Nation-State, Civil Society, & Popular Politics

The nation-state comprises what has become a near universal form of imagined community and political organization in the modern world. Taking nationality and state building as contested historical and cultural processes, the courses in this thematic area focus on the emergence of modern states and their characteristic forms of political and public culture.

Some courses focus more specifically on the politics of contention and social movements within the framework of nation making, while other courses examine alternatives to the modern nation-state through the lenses of pre-modern, post-modern, and/or non-modern communities and their political expressions.

Course topics might include: war and society; democratic or social revolutions; public and counter-public spheres and the rise of civil society; popular and/or ethnic politics; race and cultural nationalism; and variations on monarchy, urban structures, and post-colonial projects of nation-building and economic development.

Nation-State, Civil Society, & Popular Politics is one cluster in the History Department’s thematically-organized Research Program.

Nation-state, Civil Society, Popular Politics News

Zolov as Guest on “Fresh Outlook” to Discuss US-Cuban Relations

Eric Zolov appeared as a guest specialist on the cable news program, “Fresh Outlook,” to discuss the removal of Cuba from the U.S. State Department’s list of sponsors of international terrorism.

Zolov on Fresh Outlook

Doctoral Student wins Fulbright

Congratulations to Stony Brook History Department PhD student Erica Mukherjee, who has been awarded a Fulbright-Nehru Fellowship for 2015-16. The grant will support 9 months of research in India on her dissertation project, “The Real and Imagined Environments of the Colonial Indian Railways.”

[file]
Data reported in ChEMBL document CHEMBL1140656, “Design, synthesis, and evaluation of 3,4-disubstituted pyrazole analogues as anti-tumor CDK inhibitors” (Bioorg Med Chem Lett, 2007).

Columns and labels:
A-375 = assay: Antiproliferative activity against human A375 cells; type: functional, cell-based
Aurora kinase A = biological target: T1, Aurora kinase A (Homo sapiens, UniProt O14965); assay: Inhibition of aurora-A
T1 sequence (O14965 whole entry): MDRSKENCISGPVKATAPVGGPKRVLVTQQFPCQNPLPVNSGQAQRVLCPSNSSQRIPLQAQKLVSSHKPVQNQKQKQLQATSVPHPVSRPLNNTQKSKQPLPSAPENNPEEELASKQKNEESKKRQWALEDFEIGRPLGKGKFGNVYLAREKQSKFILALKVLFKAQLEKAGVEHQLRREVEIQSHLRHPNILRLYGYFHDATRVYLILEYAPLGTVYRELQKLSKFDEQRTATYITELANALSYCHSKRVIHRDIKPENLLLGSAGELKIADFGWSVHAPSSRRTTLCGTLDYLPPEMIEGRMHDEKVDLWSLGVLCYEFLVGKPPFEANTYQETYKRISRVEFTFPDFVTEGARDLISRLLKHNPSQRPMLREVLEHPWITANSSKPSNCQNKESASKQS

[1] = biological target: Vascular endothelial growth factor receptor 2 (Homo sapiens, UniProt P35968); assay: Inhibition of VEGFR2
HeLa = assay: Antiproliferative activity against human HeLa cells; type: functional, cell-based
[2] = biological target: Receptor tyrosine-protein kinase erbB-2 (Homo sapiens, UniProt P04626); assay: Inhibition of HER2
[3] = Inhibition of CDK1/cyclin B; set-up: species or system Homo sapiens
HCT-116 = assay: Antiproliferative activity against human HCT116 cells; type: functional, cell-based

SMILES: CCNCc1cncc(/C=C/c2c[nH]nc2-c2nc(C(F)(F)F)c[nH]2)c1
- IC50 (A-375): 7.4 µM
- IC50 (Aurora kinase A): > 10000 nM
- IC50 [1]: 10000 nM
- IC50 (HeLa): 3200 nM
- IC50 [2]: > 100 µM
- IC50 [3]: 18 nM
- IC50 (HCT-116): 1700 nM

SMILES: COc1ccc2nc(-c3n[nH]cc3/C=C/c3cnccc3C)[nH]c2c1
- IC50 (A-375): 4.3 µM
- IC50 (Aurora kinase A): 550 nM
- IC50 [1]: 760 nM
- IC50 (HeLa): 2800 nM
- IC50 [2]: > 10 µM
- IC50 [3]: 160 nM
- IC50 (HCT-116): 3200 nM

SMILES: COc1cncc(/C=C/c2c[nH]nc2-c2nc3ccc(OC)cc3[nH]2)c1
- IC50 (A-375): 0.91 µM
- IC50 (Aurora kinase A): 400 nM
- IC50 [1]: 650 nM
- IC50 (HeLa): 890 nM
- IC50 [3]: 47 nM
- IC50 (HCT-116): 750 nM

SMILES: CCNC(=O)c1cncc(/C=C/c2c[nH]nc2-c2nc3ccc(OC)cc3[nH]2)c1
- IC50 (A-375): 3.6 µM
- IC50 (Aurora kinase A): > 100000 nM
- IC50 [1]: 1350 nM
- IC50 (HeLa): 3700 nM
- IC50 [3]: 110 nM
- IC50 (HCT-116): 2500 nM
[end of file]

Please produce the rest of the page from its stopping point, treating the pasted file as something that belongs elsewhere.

Zolov on Cuba reforms in HuffPo

The recent announcement of diplomatic relations with Cuba inspired Prof. Eric Zolov to pen an op-ed, “Let’s Revisit Helms-Burton,” which appeared in the Huffington Post series “90 Miles: Rethinking the Future of U.S.-Cuban Relations.”

Climate March in Historical Perspective

Some of you may be interested in my recent blog entry on the People’s Climate March, which also seeks to place the climate movement in hist perspective:

Blog Entry on the Texas Fertilizer Plant Blast, in DISSENT

I’ve written an online blog entry for the journal Dissentthat may prove of interest.  The argument is based on those I and others made in our edited volume Dangerous Trade: Histories of Industrial Hazard across a Globalizing World (Temple UP, 2011).

“How Industrial Hazards Get Overlooked,” Dissent Blog (April 25, 2013)



All Environmental Politics Is Local–Today’s Climate Activism in the Light of the Earlier Antipollution Movement

I’ve tried my hand at some blogging, with a new entry on the “Seeing the Woods” blog of the Rachel Carson Center in Munich.  It’s about what the antipollution movement of the 1960′s may be able to teach the climate activists of today.  I’ve called it “all environmental politics is local.”  My argument is based on my recent Crabgrass Crucible.

Chris Sellers